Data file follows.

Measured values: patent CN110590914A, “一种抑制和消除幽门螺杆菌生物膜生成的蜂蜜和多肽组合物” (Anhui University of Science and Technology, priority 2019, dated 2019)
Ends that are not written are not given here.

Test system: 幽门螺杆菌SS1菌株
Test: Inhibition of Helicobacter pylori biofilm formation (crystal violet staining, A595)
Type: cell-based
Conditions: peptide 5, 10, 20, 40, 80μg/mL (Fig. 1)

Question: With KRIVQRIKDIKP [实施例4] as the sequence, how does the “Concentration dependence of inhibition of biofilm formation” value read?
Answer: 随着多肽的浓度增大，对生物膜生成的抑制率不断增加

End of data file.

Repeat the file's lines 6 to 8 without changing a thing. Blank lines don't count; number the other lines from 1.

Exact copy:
Conditions: peptide 5, 10, 20, 40, 80μg/mL (Fig. 1)

Question: With KRIVQRIKDIKP [实施例4] as the sequence, how does the “Concentration dependence of inhibition of biofilm formation” value read?
Answer: 随着多肽的浓度增大，对生物膜生成的抑制率不断增加